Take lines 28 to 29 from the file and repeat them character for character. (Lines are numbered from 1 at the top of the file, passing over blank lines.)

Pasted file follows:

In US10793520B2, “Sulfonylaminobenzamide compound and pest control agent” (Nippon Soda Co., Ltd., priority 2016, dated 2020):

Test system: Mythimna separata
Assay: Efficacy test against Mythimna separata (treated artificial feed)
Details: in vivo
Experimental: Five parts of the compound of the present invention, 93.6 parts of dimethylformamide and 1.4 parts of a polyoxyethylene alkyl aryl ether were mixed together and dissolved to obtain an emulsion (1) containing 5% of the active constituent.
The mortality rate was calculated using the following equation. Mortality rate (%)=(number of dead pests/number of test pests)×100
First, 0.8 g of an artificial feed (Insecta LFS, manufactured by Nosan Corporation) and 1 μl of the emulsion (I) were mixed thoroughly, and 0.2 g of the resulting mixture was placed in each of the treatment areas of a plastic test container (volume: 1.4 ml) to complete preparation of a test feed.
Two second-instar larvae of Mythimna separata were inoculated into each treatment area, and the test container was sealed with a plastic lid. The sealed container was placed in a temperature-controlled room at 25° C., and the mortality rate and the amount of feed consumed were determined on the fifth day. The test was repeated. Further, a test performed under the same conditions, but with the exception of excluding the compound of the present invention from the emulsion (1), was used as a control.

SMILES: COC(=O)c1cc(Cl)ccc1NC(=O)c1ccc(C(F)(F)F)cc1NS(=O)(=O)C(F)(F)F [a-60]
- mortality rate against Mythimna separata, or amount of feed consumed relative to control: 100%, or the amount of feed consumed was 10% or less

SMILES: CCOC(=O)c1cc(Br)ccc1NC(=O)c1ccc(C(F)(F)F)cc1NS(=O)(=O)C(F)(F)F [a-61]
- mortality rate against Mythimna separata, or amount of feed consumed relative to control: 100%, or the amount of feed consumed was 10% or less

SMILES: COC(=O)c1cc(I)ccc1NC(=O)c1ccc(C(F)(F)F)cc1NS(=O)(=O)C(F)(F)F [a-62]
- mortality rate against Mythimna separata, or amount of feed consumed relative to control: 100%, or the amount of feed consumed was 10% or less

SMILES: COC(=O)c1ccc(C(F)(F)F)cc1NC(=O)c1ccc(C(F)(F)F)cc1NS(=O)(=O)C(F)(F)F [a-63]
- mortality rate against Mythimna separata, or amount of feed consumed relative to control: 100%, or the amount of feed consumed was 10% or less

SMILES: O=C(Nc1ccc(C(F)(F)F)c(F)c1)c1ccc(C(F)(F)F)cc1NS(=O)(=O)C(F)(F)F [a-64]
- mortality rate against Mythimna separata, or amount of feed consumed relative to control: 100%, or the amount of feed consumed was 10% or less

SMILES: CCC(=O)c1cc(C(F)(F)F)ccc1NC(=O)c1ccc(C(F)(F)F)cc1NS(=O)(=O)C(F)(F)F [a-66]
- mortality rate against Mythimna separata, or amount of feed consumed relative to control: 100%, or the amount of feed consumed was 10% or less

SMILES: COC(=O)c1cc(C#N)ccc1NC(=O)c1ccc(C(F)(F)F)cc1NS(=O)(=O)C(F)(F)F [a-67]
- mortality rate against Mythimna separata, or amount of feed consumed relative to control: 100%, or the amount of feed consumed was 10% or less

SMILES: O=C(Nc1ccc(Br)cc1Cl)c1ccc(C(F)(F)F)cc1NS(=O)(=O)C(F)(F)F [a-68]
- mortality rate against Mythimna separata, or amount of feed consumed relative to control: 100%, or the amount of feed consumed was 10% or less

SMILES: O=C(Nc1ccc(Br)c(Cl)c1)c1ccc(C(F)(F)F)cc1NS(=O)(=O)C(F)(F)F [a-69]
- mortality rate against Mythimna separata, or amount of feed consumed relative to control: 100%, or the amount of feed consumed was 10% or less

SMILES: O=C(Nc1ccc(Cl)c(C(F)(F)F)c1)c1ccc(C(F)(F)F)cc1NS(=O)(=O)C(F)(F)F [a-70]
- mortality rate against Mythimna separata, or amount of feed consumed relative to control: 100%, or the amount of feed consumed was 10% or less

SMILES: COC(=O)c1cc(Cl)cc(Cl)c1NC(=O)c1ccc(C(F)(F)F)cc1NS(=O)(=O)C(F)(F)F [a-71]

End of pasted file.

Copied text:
- mortality rate against Mythimna separata, or amount of feed consumed relative to control: 100%, or the amount of feed consumed was 10% or less

SMILES: COC(=O)c1cc(Cl)cc(Cl)c1NC(=O)c1ccc(C(F)(F)F)cc1NS(=O)(=O)C(F)(F)F [a-71]